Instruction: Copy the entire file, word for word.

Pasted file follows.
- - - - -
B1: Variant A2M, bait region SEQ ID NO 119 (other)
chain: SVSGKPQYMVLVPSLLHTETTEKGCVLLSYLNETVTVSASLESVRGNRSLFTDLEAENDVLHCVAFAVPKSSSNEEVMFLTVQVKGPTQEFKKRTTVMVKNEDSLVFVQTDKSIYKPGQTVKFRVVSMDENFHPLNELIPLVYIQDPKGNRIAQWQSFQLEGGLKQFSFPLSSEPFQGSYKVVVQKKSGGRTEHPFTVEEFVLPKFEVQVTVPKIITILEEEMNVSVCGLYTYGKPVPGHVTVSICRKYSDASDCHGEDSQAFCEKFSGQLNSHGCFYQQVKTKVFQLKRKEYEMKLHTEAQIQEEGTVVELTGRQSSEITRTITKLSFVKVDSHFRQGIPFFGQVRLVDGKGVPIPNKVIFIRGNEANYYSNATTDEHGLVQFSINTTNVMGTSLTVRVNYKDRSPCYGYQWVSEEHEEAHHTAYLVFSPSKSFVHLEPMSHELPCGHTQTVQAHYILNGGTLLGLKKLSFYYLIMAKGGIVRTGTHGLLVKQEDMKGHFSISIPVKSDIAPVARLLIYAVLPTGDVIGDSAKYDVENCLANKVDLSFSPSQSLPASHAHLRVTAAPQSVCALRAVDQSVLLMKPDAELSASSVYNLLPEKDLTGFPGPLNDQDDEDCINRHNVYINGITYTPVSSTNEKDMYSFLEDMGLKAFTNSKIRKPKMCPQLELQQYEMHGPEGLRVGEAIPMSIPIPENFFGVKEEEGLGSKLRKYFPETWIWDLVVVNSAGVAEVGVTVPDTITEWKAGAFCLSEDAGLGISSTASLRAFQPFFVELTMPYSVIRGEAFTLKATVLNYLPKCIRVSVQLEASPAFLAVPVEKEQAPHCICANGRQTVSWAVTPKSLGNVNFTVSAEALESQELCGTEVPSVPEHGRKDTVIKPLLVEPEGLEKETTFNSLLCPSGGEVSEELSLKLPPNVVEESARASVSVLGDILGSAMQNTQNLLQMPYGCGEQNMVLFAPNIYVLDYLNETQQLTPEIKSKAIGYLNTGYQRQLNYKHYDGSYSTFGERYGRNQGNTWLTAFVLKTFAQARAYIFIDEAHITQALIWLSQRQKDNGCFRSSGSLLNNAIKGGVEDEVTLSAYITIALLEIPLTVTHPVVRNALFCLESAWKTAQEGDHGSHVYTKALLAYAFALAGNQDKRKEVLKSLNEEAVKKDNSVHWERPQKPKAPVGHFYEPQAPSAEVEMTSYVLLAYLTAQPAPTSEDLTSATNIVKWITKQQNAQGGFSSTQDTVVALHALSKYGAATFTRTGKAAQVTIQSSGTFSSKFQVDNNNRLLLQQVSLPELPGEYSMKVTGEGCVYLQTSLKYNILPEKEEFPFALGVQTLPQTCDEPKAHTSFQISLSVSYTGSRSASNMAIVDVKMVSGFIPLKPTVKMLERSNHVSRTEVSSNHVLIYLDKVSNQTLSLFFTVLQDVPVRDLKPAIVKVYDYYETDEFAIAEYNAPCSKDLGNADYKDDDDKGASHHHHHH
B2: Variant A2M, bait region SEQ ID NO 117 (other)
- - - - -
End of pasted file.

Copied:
B1: Variant A2M, bait region SEQ ID NO 119 (other)
chain: SVSGKPQYMVLVPSLLHTETTEKGCVLLSYLNETVTVSASLESVRGNRSLFTDLEAENDVLHCVAFAVPKSSSNEEVMFLTVQVKGPTQEFKKRTTVMVKNEDSLVFVQTDKSIYKPGQTVKFRVVSMDENFHPLNELIPLVYIQDPKGNRIAQWQSFQLEGGLKQFSFPLSSEPFQGSYKVVVQKKSGGRTEHPFTVEEFVLPKFEVQVTVPKIITILEEEMNVSVCGLYTYGKPVPGHVTVSICRKYSDASDCHGEDSQAFCEKFSGQLNSHGCFYQQVKTKVFQLKRKEYEMKLHTEAQIQEEGTVVELTGRQSSEITRTITKLSFVKVDSHFRQGIPFFGQVRLVDGKGVPIPNKVIFIRGNEANYYSNATTDEHGLVQFSINTTNVMGTSLTVRVNYKDRSPCYGYQWVSEEHEEAHHTAYLVFSPSKSFVHLEPMSHELPCGHTQTVQAHYILNGGTLLGLKKLSFYYLIMAKGGIVRTGTHGLLVKQEDMKGHFSISIPVKSDIAPVARLLIYAVLPTGDVIGDSAKYDVENCLANKVDLSFSPSQSLPASHAHLRVTAAPQSVCALRAVDQSVLLMKPDAELSASSVYNLLPEKDLTGFPGPLNDQDDEDCINRHNVYINGITYTPVSSTNEKDMYSFLEDMGLKAFTNSKIRKPKMCPQLELQQYEMHGPEGLRVGEAIPMSIPIPENFFGVKEEEGLGSKLRKYFPETWIWDLVVVNSAGVAEVGVTVPDTITEWKAGAFCLSEDAGLGISSTASLRAFQPFFVELTMPYSVIRGEAFTLKATVLNYLPKCIRVSVQLEASPAFLAVPVEKEQAPHCICANGRQTVSWAVTPKSLGNVNFTVSAEALESQELCGTEVPSVPEHGRKDTVIKPLLVEPEGLEKETTFNSLLCPSGGEVSEELSLKLPPNVVEESARASVSVLGDILGSAMQNTQNLLQMPYGCGEQNMVLFAPNIYVLDYLNETQQLTPEIKSKAIGYLNTGYQRQLNYKHYDGSYSTFGERYGRNQGNTWLTAFVLKTFAQARAYIFIDEAHITQALIWLSQRQKDNGCFRSSGSLLNNAIKGGVEDEVTLSAYITIALLEIPLTVTHPVVRNALFCLESAWKTAQEGDHGSHVYTKALLAYAFALAGNQDKRKEVLKSLNEEAVKKDNSVHWERPQKPKAPVGHFYEPQAPSAEVEMTSYVLLAYLTAQPAPTSEDLTSATNIVKWITKQQNAQGGFSSTQDTVVALHALSKYGAATFTRTGKAAQVTIQSSGTFSSKFQVDNNNRLLLQQVSLPELPGEYSMKVTGEGCVYLQTSLKYNILPEKEEFPFALGVQTLPQTCDEPKAHTSFQISLSVSYTGSRSASNMAIVDVKMVSGFIPLKPTVKMLERSNHVSRTEVSSNHVLIYLDKVSNQTLSLFFTVLQDVPVRDLKPAIVKVYDYYETDEFAIAEYNAPCSKDLGNADYKDDDDKGASHHHHHH
B2: Variant A2M, bait region SEQ ID NO 117 (other)